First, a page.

Principal Navigations, Voyages, Traffiques and Discoveries of the English Nation, by Richard Hakluyt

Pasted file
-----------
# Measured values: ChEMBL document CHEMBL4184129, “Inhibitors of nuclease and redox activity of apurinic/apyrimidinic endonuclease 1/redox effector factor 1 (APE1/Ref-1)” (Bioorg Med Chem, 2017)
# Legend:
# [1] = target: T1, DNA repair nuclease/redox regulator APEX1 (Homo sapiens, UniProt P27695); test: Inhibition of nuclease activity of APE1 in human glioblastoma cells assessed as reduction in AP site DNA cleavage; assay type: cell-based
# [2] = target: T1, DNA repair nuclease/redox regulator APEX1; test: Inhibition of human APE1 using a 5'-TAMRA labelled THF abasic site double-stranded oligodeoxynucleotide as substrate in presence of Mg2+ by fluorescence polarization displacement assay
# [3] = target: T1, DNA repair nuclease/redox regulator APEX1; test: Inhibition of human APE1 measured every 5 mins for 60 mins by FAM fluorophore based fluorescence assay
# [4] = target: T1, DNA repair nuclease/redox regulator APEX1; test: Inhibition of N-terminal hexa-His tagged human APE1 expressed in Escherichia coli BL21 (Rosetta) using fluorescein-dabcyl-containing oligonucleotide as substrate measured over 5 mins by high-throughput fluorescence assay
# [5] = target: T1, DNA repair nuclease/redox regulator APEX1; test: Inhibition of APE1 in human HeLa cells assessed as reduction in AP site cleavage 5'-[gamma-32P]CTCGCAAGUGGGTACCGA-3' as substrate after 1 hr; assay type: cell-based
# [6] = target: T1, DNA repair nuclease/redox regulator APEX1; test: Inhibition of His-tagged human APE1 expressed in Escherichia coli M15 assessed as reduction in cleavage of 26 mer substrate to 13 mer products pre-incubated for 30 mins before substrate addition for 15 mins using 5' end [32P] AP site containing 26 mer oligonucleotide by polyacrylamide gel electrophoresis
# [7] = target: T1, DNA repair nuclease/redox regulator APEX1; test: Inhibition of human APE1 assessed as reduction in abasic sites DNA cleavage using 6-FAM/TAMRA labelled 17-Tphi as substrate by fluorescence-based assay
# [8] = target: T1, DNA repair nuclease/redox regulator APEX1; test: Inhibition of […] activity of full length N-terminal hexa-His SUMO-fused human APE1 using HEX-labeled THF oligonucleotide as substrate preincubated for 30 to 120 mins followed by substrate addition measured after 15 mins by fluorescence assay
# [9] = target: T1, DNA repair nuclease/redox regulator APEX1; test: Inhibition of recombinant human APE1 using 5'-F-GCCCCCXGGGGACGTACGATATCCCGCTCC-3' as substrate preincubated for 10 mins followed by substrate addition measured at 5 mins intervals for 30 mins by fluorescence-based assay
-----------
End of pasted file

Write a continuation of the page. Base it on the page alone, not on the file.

A letter of Iames Alday to the Worshipfull M. Michael Lock, Agent in London for the Moscouie company, touching a trade to be established in Lappia, written 1575.